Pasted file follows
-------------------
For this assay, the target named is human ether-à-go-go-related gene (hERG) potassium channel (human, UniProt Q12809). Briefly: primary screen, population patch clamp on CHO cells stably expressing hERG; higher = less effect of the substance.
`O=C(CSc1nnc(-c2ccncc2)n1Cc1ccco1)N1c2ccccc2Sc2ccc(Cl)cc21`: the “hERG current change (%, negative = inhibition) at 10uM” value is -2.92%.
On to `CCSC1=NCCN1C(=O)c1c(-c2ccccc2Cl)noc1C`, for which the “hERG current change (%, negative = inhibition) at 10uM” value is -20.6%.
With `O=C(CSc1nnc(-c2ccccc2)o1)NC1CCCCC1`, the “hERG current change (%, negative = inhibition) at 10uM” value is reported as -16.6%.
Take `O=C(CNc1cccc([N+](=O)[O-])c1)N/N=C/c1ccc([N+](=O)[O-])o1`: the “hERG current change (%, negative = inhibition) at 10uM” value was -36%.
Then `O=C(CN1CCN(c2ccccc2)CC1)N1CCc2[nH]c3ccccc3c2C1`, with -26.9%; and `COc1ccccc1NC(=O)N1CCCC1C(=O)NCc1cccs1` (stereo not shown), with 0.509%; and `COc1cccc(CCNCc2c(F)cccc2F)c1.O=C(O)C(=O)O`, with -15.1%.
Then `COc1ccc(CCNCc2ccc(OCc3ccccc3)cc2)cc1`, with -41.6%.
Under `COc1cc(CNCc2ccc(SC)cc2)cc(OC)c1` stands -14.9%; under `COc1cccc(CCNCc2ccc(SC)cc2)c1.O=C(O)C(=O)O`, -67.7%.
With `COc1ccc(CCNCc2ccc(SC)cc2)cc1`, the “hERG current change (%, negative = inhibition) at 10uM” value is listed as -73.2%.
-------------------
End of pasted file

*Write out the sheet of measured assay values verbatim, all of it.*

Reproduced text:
For this assay, the target named is human ether-à-go-go-related gene (hERG) potassium channel (human, UniProt Q12809). Briefly: primary screen, population patch clamp on CHO cells stably expressing hERG; higher = less effect of the substance.
`O=C(CSc1nnc(-c2ccncc2)n1Cc1ccco1)N1c2ccccc2Sc2ccc(Cl)cc21`: the “hERG current change (%, negative = inhibition) at 10uM” value is -2.92%.
On to `CCSC1=NCCN1C(=O)c1c(-c2ccccc2Cl)noc1C`, for which the “hERG current change (%, negative = inhibition) at 10uM” value is -20.6%.
With `O=C(CSc1nnc(-c2ccccc2)o1)NC1CCCCC1`, the “hERG current change (%, negative = inhibition) at 10uM” value is reported as -16.6%.
Take `O=C(CNc1cccc([N+](=O)[O-])c1)N/N=C/c1ccc([N+](=O)[O-])o1`: the “hERG current change (%, negative = inhibition) at 10uM” value was -36%.
Then `O=C(CN1CCN(c2ccccc2)CC1)N1CCc2[nH]c3ccccc3c2C1`, with -26.9%; and `COc1ccccc1NC(=O)N1CCCC1C(=O)NCc1cccs1` (stereo not shown), with 0.509%; and `COc1cccc(CCNCc2c(F)cccc2F)c1.O=C(O)C(=O)O`, with -15.1%.
Then `COc1ccc(CCNCc2ccc(OCc3ccccc3)cc2)cc1`, with -41.6%.
Under `COc1cc(CNCc2ccc(SC)cc2)cc(OC)c1` stands -14.9%; under `COc1cccc(CCNCc2ccc(SC)cc2)c1.O=C(O)C(=O)O`, -67.7%.
With `COc1ccc(CCNCc2ccc(SC)cc2)cc1`, the “hERG current change (%, negative = inhibition) at 10uM” value is listed as -73.2%.